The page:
• Spherical/Cylindrical/polar mapping (10 points):  Instead of projecting your mosaic onto a plane, try using another surface, such as a sphere or a cylinder.  This is often a better way to represent really wide mosaics.  Be clever: do the inverse sampling from the original pre-warped images to make your mosaic the best possible resolution.  Pick the focal length (radius) that looks good.
• Use 3D rotational model (15 points): If your mosaic is a rotation about the same point and you don’t change zoom, you can use a simpler rotation-only transformation, which is more robust and requires less correspondences.  This approach should also in theory help you find the focal length of your camera.
• 360 Cylindrical panorama (30 points):  Instead of a planar-projection mosaic, do a cylindrical projection instead.  Perform a cylindrical warp on all your input images and stitch them together using translation only.   This is one way to produce a full 360 degree panorama (you can use a nifty Live Picture Viewer to display your panorama!).  The down side is that this method places more requirements on your camera (you need to know the focal length and radial distortion coefficients), and your data (the images have to be exactly horizontal – use a tripod).
• Video mosaics (20 points): Capture two (or more) stationary videos (either from the same point, or of a planar/far-away scene).  Compute homography and produce a video mosaic.  You will need to worry about video synchronization (not too hard – a single parameter search). Also make sure that you shoot something where things are happening over short periods of time – video data gets really big really quickly.  A good example would be capturing a football game from the sides of the stadium.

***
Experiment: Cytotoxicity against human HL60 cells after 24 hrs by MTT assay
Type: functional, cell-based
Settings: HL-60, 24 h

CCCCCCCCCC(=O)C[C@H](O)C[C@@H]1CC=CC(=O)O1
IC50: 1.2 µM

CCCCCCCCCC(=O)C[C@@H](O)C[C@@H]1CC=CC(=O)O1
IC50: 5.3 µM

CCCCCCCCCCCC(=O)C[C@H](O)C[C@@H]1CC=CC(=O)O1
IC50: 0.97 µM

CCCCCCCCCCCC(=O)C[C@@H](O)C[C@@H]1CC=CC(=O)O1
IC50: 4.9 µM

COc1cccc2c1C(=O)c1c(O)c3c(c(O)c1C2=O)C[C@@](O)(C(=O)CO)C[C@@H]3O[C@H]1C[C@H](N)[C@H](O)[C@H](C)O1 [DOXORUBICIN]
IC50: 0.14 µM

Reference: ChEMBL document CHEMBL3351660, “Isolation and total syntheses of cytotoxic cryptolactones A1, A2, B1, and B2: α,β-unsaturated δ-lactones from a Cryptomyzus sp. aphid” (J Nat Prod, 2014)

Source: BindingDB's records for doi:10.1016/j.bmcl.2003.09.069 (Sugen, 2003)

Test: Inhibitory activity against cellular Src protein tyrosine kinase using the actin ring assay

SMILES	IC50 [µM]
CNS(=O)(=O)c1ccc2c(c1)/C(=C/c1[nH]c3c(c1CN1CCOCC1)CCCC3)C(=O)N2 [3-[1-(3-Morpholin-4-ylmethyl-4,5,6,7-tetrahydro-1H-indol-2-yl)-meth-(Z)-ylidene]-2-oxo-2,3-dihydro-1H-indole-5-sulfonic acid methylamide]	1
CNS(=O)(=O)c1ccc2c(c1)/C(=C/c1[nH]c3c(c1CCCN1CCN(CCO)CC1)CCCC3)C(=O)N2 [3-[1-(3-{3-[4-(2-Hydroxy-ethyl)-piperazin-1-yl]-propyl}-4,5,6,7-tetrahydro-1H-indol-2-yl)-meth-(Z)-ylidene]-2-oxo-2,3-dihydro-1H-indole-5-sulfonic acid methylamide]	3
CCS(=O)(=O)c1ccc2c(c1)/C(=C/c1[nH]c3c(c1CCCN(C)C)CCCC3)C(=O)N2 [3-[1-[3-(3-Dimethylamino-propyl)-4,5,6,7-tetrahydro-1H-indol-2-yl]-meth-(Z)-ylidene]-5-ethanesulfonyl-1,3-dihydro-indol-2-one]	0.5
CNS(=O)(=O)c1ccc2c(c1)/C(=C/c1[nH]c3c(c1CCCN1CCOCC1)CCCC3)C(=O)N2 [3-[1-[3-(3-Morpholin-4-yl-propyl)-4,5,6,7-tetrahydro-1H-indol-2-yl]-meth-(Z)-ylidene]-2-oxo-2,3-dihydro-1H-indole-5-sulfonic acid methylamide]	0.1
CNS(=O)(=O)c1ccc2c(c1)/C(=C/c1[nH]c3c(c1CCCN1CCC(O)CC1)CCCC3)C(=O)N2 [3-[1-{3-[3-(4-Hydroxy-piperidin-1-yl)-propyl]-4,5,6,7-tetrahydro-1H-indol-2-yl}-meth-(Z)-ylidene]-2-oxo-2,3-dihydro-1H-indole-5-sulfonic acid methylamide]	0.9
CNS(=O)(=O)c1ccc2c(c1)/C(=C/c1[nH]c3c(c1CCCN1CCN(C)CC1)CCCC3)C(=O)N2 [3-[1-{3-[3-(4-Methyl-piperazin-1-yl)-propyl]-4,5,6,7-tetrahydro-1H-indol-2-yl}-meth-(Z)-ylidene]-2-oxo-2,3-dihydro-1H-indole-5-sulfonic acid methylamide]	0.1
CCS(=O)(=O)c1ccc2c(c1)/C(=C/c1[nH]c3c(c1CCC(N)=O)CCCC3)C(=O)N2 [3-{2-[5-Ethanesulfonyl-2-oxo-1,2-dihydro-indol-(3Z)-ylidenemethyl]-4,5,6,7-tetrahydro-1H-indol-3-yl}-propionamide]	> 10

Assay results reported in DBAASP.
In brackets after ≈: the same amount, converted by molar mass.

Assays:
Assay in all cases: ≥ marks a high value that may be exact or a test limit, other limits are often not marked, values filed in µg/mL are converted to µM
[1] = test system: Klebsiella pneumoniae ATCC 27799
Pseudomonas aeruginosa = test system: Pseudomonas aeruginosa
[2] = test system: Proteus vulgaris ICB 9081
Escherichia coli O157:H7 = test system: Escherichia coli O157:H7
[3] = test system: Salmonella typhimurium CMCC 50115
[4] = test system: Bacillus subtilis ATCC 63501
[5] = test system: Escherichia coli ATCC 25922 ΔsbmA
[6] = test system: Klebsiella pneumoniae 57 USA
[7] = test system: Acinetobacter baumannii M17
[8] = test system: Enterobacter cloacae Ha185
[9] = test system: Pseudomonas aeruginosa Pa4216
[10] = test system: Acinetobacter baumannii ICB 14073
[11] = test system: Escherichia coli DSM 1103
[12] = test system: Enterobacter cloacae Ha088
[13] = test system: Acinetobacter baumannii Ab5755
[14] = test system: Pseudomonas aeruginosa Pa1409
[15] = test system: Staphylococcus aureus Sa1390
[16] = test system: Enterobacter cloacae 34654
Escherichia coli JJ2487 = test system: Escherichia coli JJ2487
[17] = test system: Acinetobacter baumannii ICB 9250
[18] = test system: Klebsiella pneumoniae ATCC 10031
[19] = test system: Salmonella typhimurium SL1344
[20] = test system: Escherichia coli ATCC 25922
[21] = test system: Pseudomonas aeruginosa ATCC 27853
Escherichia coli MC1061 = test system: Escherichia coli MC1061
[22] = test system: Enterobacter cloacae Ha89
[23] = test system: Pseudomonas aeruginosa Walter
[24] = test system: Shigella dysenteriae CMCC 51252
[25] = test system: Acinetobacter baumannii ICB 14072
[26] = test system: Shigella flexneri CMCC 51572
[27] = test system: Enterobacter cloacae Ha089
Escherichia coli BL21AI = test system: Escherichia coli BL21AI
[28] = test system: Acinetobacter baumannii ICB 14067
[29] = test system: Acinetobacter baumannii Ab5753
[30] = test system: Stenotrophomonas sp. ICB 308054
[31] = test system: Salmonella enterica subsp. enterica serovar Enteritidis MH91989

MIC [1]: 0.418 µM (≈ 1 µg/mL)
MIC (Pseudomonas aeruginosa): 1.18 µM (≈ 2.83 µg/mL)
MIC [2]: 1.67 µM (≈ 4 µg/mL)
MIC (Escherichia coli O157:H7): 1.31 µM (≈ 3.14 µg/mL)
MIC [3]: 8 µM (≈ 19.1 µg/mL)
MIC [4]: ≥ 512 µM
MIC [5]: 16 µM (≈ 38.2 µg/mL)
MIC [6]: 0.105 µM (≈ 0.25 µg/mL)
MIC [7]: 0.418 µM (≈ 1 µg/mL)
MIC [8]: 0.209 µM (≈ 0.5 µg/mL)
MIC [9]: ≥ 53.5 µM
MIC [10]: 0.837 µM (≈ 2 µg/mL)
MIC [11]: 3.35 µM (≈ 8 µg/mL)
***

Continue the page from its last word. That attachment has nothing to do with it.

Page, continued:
• Other suggestions?

Appendix

Video Processing:  Processing video in Matlab is a bit tricky.  Theoretically, there is aviread but, under linux, it will only ready uncompressed AVIs.  Most current digital cameras produce video in DV AVI format.  One way to deal with this is to splice up the video into individual frames and then read them into Matlab one by one.  On the graphics cluster, you can do (some variant of) the following to produce the frames from a video:

mplayer -vo jpeg -jpeg quality=100 -fps 30 mymovie.avi

Also note that handling video is a time-consuming thing (not just for you, but for the computer as well).  If you shoot a minute of video, that’s already 60*30=1800 images!  So, start early and don’t be afraid to let Matlab crunch numbers overnight.

Extracting camera parameters:  For producing cylindrical or spherical mosaics, you will need to know more about your camera.  The most important thing to know is the focal length f (in pixels, not mm).  One way to obtain an educated guess about this value is to use the EXIF data field associated with images produced by most digital cameras.  There are several programs for extracting EXIF data from a JPG image, such as this one. EXIF’s FocalLength gives you focal length in mm, so you will also need to know the pixel density (see FocalPlaneXResolution and  FocalPlaneYResolution, but it’s usually in inches). Here is a handy calculator to help you figure out the right values.  Note that this is only an estimate (in reality, due to different lenses, etc each particular camera (even of the same model!) will have slightly different parameters.  For another, very applied, method called “Book and a Box”, check out Brett Allen’s solution for a similar assignment at UW.

Besides the focal length, other useful things to know are the optical center of the camera (for nothing better, assume it’s at the center of the image), and the distortion coefficients of the lens, k1 and k2.  As a very simple hack, take a picture with lots of straight lines, hold k2=0 and try to find k1 that makes the lines in the image straight.